Editor's Note: On 16 July 1997, The Wall Street Journal published a letter by Guillermo Gonzales, a research astronomer at the University of Washington, titled "Nobody Here But Us Earthlings." In that article, Gonzales made a case for humankind's uniqueness in the universe. He ended by stating "We should not be asking: 'Are we alone?' We should be asking instead: 'Why are we alone?' " What follows is our response."Nobody Here But Us Earthlings" (WSJ, 16 July 1997) serves as a prime example of how two scientists can look at the same data, upon which they agree, and draw totally disparate conclusions. Dr. Gonzales states "it becomes obvious why we have not found any evidence of extraterrestrial intelligence" (emphasis added). I counter that the data shows only that we have detected no such evidence. As for why, there could be as many reasons for a lack of evidence as there are habitable planets orbiting Sun-like stars.
Any conclusion that we are alone in the Universe (Dr. Gonzales' null hypothesis) is a welcome gauntlet flung at the feet of those of us devoting our careers to SETI. It is axiomatic in science that you can never prove the negative . Rather, it falls to us to investigate the alternative hypothesis, by designing and conducting experiments to seek evidence of other life in the cosmos. That we have yet to succeed should surprise nobody -- it's only an eye-blink ago, by the cosmic clock, that we even learned how to detect radio waves. Not only are our electromagnetic searches for other life yet to scratch the surface, we haven't even felt the itch.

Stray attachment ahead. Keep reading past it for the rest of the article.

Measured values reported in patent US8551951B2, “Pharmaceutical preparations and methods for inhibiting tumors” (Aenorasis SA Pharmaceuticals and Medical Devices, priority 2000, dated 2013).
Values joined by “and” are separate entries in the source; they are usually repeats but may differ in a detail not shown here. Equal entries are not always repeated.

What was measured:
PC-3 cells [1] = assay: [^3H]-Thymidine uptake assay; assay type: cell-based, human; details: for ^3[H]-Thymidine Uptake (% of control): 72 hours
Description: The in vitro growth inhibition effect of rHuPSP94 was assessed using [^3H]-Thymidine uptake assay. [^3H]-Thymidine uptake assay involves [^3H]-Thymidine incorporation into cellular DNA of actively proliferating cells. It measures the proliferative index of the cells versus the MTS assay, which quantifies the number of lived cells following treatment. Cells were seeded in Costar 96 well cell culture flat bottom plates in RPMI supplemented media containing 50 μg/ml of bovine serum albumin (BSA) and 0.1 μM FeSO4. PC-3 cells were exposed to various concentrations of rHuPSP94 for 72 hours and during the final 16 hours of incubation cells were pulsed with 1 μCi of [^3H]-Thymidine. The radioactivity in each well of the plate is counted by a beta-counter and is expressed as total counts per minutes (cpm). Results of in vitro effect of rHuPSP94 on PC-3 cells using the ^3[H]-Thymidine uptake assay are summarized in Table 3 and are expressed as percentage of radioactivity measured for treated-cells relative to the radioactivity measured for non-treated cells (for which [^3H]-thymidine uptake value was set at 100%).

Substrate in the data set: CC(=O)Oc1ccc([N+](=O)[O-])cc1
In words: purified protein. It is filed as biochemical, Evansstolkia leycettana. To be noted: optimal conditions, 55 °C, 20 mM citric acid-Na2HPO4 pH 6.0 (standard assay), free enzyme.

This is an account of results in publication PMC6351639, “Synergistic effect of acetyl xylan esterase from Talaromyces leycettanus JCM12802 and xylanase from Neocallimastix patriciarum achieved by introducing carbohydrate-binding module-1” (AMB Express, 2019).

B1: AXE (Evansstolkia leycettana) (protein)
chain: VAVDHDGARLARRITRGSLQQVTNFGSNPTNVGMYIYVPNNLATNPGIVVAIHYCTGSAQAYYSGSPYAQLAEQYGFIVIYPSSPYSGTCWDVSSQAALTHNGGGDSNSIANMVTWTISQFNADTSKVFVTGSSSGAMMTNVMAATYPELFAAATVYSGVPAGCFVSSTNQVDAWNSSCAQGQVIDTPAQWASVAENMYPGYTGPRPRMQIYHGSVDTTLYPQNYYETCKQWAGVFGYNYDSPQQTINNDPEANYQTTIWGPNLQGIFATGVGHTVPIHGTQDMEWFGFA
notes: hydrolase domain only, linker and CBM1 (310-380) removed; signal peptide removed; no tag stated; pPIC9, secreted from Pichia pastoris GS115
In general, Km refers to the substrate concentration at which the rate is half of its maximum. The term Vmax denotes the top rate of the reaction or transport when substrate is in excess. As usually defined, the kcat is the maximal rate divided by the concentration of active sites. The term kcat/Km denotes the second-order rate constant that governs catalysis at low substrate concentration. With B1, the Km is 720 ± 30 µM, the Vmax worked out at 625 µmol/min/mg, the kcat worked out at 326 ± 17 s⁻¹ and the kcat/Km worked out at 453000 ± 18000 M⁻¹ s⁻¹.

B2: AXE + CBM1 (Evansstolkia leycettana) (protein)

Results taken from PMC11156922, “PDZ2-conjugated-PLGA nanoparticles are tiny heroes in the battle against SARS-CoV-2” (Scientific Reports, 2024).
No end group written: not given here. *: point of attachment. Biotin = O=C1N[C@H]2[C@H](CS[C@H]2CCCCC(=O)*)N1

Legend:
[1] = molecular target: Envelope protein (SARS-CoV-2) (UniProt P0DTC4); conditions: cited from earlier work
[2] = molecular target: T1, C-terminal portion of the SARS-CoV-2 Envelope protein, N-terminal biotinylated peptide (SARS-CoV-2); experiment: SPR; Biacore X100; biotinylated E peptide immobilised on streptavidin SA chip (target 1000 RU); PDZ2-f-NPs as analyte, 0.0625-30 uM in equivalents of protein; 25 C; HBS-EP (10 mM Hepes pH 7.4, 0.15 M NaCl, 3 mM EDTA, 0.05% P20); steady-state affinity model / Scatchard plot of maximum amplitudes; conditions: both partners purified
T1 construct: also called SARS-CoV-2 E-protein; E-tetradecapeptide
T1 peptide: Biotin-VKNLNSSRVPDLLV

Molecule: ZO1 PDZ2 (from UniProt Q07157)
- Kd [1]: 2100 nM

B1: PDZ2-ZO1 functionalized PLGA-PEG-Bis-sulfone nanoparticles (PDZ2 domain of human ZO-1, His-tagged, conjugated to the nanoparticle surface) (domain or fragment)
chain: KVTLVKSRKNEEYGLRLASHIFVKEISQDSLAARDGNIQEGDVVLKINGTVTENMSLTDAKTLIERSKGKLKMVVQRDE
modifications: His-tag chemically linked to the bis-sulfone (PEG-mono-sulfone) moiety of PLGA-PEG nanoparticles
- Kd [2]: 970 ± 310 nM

As computer power is continuing to double every year, our search sensitivity can do nothing but improve. A disciplined search will eventually lead us to one of two possible conclusions: that we are not alone in the Universe, or that we most likely are. Either possibility boggles the imagination.
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this page last updated 4 January 2003
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